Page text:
China's Three Gorges Dam, the world's largest hydropower project, increased water discharge for a second time Monday to help ease a severe drought in the middle reaches of the Yangtze River.
The dam in the central city of Yichang accelerated its discharge rate to 9,500 cubic meters per second, about 2,900 cubic meters faster than its inflow speed, according to Zhao Yunfa, an engineer at the dam.
The discharge increase starts at 8 a.m. and ends at 8 p.m. each day until Wednesday, he said.
The inflow rate fell to 6,600 cubic meters per second at one point on Monday, the lowest rate in 16 years, Zhao said.
The inflow speed in the first ten days of May was only about 60 percent of average levels as the upper reaches received less rainfall since last winter, he said.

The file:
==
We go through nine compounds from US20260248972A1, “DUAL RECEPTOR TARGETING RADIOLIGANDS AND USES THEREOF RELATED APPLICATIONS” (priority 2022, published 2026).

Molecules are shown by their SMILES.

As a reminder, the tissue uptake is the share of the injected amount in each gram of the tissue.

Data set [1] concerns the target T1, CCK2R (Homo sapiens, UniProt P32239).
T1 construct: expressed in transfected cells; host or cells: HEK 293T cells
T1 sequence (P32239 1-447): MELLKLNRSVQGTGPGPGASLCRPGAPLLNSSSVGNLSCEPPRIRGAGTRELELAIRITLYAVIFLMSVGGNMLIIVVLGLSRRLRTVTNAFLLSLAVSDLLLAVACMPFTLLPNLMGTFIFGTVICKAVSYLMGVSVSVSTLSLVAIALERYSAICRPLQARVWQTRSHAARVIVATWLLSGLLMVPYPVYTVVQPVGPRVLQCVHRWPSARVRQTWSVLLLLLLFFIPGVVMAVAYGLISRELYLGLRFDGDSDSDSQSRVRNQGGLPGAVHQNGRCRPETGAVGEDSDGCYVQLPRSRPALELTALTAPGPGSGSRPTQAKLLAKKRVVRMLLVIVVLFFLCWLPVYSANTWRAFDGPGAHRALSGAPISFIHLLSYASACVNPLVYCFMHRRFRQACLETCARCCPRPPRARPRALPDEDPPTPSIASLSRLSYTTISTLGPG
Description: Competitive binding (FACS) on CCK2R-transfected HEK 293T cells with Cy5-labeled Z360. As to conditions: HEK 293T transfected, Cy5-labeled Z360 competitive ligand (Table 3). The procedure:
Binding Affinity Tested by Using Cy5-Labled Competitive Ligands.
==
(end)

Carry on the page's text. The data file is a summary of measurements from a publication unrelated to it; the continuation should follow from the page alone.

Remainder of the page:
With the help of the first discharge increase between May 7 and 10, the dam released a total of 400 million cubic meters of water, one third more than that in normal periods.
The severe drought has reduced the water levels in the middle section of the Yangtze River, China's largest, to a near record low.
The water levels in the section between Yichang in Hubei Province and Jiujiang in the eastern province of Jiangxi were 2.5 to 5.6 meters lower than average levels, the Hubei provincial flood control and drought relief headquarters said in a statement Saturday.
The drought has plagued provinces along the river, including Hubei, Hunan and Jiangxi. It has affected 20.2 million mu (1.35 million hectares) of crops mainly in provinces of Hubei, Hunan and Gansu as of Sunday, the Office of State Flood Control and Drought Relief Headquarters said in a statement Monday.
During the January-April period, the Yangtze River basin had received 40 percent less rainfall than the average amount over 50 years.